Mother of three, Brooke Mlaka finds balance between school and family thanks to support of Randolph College community
12/14/2009 1:00:31 PM
Chet White/The News & Advance
About five minutes into volleyball practice at Randolph College, Brooke Mlaka’s BlackBerry rings. Her son Gabriel, 12, has swine flu symptoms and her husband has to work, so Brooke must drive Gabriel to the doctor.
When her youngest, 10 year-old Dakota, got sick, he ran a temperature of 104.7 and was on the brink of hospitalization. With Gabriel, she’s taking no chances.
Volleyball must wait.
Brooke is an anomaly in varsity college sports. At 33, she’s more than a decade older than the rest of her teammates and seven years older than her coach. Her nickname is “Mama B.”
Between kids, classes and volleyball, Brooke manages to create order from chaos. When she finishes final exams next week, the mother of three (with a fourth on the way) will be three semesters away from earning the college degree that eluded her 15 years ago.
“I’ve had moments where I’m like, ‘I don’t know if it’s worth it or if I want to do this,” she says.
“But I’m a big, big believer of if you start something, you should finish it.”
‘Many moons ago’
In the fall of 1993, Brooke started her college education at Liberty University. She had a full scholarship to play volleyball and was set on pre-law.
“That was many moons ago,” she says. “A whole different life.”
After freshman year, Brook found out she was pregnant and dropped out of Liberty.
“It was very, very hard at the time,” she says.
“When you look back, obviously you wish you’d made more responsible decisions. But I wouldn’t change anything to have Chenoa and have the life I have now.”
Brooke got the idea to return to college from a friend and fellow volleyball player, Sweet Briar College volleyball coach Beth Huus.
When Huus learned that Brooke never earned her degree, she suggested, “Why not go back.” It was an off-the-cuff remark, but it resonated with Brooke, who, until then, had not given returning to college a serious thought.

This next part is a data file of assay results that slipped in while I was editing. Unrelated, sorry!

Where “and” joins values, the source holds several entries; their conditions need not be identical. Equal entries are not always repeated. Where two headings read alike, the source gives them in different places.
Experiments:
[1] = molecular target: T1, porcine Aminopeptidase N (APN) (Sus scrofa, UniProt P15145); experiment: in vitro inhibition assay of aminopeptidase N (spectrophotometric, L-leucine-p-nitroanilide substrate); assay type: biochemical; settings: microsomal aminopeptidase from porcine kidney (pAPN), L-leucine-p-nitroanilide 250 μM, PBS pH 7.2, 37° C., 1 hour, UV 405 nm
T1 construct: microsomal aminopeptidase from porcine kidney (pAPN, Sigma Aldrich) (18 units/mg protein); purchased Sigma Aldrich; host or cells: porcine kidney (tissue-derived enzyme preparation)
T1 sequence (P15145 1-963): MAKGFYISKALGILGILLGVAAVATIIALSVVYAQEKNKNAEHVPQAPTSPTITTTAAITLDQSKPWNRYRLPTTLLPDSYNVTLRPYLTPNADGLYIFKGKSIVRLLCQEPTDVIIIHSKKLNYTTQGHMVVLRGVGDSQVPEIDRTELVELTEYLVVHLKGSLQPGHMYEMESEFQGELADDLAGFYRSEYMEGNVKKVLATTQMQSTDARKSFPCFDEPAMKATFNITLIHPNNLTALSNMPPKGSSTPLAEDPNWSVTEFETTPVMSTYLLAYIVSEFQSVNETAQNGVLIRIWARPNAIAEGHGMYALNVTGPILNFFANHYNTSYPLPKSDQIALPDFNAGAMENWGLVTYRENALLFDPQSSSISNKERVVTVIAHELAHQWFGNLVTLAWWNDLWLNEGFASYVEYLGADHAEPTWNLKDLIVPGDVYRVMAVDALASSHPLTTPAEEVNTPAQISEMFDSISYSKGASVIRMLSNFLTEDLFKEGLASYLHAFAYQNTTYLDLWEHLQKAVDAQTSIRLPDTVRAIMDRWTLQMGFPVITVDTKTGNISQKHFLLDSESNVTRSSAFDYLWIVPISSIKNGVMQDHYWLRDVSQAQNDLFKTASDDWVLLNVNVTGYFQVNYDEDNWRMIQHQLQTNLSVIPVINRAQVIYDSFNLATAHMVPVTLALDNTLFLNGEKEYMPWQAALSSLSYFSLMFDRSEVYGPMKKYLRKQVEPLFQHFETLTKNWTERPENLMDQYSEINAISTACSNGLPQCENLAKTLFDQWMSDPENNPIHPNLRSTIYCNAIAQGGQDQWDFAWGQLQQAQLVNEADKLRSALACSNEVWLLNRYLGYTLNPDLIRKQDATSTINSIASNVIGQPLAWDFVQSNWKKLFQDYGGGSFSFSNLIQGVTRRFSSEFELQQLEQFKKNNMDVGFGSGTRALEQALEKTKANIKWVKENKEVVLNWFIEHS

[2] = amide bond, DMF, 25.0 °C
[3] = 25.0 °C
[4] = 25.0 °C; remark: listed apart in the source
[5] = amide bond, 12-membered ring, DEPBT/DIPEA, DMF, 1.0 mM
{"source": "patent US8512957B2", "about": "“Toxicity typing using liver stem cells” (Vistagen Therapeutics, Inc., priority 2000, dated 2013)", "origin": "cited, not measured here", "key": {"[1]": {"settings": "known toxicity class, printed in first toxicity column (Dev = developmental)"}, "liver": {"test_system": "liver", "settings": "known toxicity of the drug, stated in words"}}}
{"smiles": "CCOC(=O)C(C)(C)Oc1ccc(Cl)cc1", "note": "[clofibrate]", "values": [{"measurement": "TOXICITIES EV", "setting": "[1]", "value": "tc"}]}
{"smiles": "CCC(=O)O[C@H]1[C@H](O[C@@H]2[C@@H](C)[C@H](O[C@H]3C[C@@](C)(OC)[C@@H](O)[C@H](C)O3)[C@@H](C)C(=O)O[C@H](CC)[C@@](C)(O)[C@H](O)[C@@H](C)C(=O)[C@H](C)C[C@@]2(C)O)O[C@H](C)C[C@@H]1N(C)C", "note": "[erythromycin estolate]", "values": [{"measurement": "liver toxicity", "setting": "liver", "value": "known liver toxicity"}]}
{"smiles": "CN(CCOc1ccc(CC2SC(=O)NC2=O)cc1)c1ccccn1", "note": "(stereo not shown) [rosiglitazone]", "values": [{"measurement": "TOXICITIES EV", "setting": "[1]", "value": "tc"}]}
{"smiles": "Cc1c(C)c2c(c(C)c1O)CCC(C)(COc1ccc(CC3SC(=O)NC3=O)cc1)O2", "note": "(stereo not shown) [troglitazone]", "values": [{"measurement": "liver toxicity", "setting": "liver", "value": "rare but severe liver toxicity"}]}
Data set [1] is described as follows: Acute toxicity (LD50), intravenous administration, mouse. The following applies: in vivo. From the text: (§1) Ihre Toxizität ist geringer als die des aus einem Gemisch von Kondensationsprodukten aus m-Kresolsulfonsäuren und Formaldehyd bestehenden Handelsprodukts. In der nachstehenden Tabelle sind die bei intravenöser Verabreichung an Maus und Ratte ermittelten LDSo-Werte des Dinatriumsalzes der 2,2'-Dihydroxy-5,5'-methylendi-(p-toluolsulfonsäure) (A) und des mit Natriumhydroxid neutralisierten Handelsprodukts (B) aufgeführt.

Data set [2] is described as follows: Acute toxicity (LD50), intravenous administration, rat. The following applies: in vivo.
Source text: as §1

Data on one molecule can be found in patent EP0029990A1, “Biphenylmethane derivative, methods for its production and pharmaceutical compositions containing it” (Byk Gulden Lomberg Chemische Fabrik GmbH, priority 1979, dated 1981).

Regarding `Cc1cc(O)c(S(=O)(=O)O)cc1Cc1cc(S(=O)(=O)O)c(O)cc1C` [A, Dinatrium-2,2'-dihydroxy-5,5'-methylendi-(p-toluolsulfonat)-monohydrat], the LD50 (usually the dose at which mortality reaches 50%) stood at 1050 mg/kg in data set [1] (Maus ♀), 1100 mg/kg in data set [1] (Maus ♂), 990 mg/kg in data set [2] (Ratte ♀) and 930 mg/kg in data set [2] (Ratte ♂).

“You just don’t think that way when you’re a mom of three,” she says. “You’re just going through life, doing what you’re doing.”
In the fall of 2008, Brooke enrolled at Sweet Briar and joined the volleyball team. It was a decision she made after a serious assessment of her financial situation, and with the blessing of her children and parents, who offered to help watch the kids when Brooke was in class.
Brooke – a single mom at the time – made ends meet by working in the billing department of her parent’s company, Moody Moving and Storage. Today, her husband of almost one year, Joe Mlaka, helps Brooke juggle school and family life.
She transferred to Randolph this fall because it made more sense academically and financially: Sweet Briar required a fifth year for an education degree, while Randolph’s program required just four.
Brooke has mapped out her remaining three semesters. If all goes smoothly, she will graduate from Randolph with a bachelor’s degree in education. After that, she plans to become a physical education teacher, a job she hopes will allow her to have more time with her kids, and a secure retirement.